Renewable Energy, Vol.150, 1108-1117, 2020
A method for reconstructing two-dimensional surface and internal temperature distributions in structures by ultrasonic measurements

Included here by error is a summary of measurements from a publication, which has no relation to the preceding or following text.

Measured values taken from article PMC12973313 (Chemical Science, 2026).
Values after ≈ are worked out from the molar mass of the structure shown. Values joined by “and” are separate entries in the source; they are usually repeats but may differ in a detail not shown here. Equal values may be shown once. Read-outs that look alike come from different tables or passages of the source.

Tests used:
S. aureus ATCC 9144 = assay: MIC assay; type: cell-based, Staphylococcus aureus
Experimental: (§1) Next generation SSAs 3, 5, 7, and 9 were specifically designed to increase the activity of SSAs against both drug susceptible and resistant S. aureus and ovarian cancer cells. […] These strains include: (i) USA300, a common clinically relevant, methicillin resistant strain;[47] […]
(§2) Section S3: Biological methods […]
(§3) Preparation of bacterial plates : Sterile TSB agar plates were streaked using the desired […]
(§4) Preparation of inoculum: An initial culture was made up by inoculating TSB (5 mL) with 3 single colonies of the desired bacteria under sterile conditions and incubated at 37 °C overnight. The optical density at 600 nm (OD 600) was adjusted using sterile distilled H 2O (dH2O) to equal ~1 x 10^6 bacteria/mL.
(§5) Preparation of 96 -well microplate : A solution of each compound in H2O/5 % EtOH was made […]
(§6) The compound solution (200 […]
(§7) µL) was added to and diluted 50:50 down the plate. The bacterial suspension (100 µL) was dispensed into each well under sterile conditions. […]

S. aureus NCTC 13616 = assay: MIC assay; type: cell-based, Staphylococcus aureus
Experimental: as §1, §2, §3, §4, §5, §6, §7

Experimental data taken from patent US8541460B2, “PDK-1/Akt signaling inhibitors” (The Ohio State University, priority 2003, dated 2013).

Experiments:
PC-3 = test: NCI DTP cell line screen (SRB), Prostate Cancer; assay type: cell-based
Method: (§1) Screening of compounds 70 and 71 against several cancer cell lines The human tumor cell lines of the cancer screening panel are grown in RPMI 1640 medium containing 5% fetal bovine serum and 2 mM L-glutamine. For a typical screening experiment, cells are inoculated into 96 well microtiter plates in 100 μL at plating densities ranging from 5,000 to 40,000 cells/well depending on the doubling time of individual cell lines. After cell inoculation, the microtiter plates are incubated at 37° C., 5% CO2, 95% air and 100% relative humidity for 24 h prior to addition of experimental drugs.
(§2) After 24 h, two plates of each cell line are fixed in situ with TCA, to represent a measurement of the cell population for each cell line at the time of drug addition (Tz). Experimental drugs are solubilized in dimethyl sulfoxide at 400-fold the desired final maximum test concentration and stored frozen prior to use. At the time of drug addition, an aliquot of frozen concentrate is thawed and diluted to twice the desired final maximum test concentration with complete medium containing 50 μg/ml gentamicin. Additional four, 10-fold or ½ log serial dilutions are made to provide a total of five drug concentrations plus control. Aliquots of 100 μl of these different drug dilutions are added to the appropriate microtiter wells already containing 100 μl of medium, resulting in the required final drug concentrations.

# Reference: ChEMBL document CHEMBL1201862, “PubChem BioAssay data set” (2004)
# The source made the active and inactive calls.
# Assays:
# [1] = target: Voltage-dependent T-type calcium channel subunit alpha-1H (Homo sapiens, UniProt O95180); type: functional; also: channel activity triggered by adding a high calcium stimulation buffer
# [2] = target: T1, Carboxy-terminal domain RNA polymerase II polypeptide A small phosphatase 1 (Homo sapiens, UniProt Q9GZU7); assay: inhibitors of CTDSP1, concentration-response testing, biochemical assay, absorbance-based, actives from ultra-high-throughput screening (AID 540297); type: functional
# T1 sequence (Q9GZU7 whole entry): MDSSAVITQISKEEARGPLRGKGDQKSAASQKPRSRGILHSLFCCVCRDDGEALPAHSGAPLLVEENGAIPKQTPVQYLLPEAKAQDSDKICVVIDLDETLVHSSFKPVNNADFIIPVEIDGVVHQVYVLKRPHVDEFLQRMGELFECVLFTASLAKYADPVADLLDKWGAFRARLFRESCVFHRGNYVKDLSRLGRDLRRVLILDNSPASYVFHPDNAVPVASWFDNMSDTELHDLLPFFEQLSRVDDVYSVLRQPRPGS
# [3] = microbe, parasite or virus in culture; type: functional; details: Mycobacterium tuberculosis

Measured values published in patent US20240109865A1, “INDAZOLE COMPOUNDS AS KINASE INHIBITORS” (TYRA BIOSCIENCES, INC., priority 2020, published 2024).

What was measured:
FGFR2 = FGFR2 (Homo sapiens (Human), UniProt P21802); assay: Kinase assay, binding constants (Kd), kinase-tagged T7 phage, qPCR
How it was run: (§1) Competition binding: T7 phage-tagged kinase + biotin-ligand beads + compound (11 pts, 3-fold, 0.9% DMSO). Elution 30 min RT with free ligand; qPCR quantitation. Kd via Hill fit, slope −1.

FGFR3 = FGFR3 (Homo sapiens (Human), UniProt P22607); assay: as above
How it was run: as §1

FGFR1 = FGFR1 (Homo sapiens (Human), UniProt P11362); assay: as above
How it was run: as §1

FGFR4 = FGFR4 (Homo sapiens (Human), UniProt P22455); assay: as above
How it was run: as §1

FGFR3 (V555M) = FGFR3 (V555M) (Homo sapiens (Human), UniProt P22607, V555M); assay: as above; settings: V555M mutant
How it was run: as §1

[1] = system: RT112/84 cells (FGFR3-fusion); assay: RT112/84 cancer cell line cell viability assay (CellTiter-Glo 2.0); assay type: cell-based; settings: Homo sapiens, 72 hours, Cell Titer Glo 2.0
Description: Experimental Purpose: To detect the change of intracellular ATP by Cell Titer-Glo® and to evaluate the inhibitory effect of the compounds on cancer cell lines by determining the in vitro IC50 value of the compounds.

A new method for simultaneously reconstructing surface and internal transient temperature distributions in structures is presented by ultrasonic measurements. The principle of ultrasonic thermometry is based on temperature dependence of the velocity of ultrasonic wave (acoustic velocity) propagating through heated structures. Considering the bending effect of ultrasonic propagation path in non-uniform temperature field, an approach for predicting two-dimensional ultrasonic propagation path is developed using the Fermat theory. Combining the advantages of the ultrasonic pulse-echo measurements and an inverse analysis of thermo-acoustic coupling problem, a reconstruction algorithm is proposed to estimate two-dimensional surface and internal temperature fields. The presented approach is discussed in some detail and a number of examples are given as verification to demonstrate the feasibility and reliability of this method. The surface and internal temperature profiles determined by ultrasound agree well with the exact values. In addition, the influences of bending effect of wave propagation, measurement error of ultrasonic wave propagation time, number and position of measurement points on the reconstruction of temperature fields are analyzed in detail. It shows that the presented method is a promising means for high-accurately and nondestructively determining surface and internal transient temperature distributions in heated structures. (C) 2019 Elsevier Ltd. All rights reserved.